I agree completely. If we know who we are and our true purpose, we will experience success. Telling our success stories as we direct people to Jesus, the Holy Spirit will bless the effort without threats of punishment.
Well said. But I am not sure that “success” is the right word since it has so many material connotations. Maybe “spiritual success” would work better.
In today’s world, a lot of ideas that multiple generations accept and embrace stem from what they see on social media and the internet. This seems to be especially true in these current times when we’re unable to interact with friends and family we used to communicate with frequently. Those stuck at home, doing WFH, or in quarantine, are being spoon-fed what they should think/believe from what they see on their electronic devices since those devices may be their only interaction with the outside world. I think the Christian community as a whole could do a better job inserting itself into the narratives people are portraying/viewing on social media; but it’d have to be done in a way that is subtle enough not to turn people off from the ‘sexier’ things they are already scrolling past without giving a second thought to. For example, I have an ‘anonymous’ Instagram account that doesn’t link back to me personally, but I use it daily to take part in interacting with people I share similar hobbies and interests with. I make it a point to post daily pictures/posts, but I only subtly interject faith-based commentary and imagery every couple weeks. Today, (at least from the perspective of the internet) I think you need to treat Christianity like a brand in order for it to get imprinted into the recesses of a youth’s brain. Most toddlers know what the McDonald’s ‘M’ stands for before they can talk, how great would it be if that ‘M’ they knew of was replaced with a ‘cross’?
Wow. I have a lot to learn from you. What a great mission outreach. I am guessing you are a Millennial. I have been saying it will take young people to reach young people immersed in the digital world. My message to us older ones is that we can raise up and support young leaders. How could I support you?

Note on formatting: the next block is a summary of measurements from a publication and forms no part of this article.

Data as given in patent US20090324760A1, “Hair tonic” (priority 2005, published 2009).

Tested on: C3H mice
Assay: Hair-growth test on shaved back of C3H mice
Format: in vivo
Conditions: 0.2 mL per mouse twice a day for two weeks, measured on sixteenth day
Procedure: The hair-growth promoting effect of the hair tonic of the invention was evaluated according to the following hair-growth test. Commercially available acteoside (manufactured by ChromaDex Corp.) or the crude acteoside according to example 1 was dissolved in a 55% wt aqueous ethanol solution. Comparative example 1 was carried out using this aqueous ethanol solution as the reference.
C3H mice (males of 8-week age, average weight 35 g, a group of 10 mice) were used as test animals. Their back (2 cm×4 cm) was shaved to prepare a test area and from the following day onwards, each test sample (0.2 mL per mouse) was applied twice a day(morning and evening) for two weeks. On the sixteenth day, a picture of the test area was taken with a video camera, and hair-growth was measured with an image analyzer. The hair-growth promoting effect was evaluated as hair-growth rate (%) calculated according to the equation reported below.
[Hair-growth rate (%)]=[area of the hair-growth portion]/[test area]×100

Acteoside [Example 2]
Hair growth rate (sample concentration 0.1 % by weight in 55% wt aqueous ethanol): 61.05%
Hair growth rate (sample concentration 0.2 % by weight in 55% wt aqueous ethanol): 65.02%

Ralph Joeckel (Toby) says
Dave, thank you. I always enjoy your perspective. I explain myself using the word ‘brokenness’.
We are all broken and I recognize my past failures knowing that Jesus heals especially the broken hearted.
Pastor Toby Joeckel
Intentional Interim Pastor
“Brokenness” works. The challenge is to describe what brokenness feels like. I suspect asking “How’s that working for you? would lead to helpful introspection for those you manage to draw into a conversation.
Bill Oehlschlager says
Lots of good points Dave! I’m going to use this in our March newsletter. By the way, I have led lots of Sharing Your Faith workshops all across the country and would be happy to lead one for your congregation sometime. What’s different about my workshop from so many others is that I talk about the five obstacles to belief in God, as I think it’s important for Christians to know what those obstacles are if we’re going to minister to people in a way so as to overcome those obstacles.
Hi, Bill. Glad you can use this one. I am not sure those of us in advanced age can witness well to young adults because their world is so different from ours.
very good perspective!
jeanne menich says
i have always felt that listing sins had a damning quality even if you knew you were forgiven. you concentrate on the damning quality instead of the forgiveness aspect. everything becomes personal instead of spiritual. having come from the catholic faith, i think this is even more true. it was always did you commit a venial sin or did you commit a mortal sin and as a child that becomes very scary because you were sure you were going to hell. ergo, i think the concept you talk about is very impt. i think most people know they are not perfect. they know they have natures that need help. so many people, today, have had no religious moral training and the minute you tell them how sinful they are, they immediately turn you off. actually, from my old catholic background, every time i hear the sin concept i immediately tune somebody out. it has nothing to do with the realization i recognize i am sinful, but more of the pictures of feeling damnation that pervade the thought process. i definitely think using a softer approach brings people to the realization they have to work on their sinful nature and are more willing to do it.
Hi, Jeanne. Well said, especially for those with a Catholic upbringing with its emphasis on guilt. Guilt is also important in Lutheran heritage. Guilt is a very poor motivator. Being motivated in your inner being by the Holy Spirit works much better.
Paul Winningham says
David, I appreciate this approach, and wonder if more might be done with diagnostic/dialogue questions that one might employ [without seeming agenda-driven] in engaging in conversation. Yet I am mindful that the Christian IS agenda-driven…by the Great Commission.
I think dialogue is what I am emphasizing. I doubt that Matthew’s Great Commission motivates much new behavior. Luke’s version is better. Instead of Go, he has Jesus saying Wait. Your are witnesses, now wait in the city until you have been clothed with power from on high.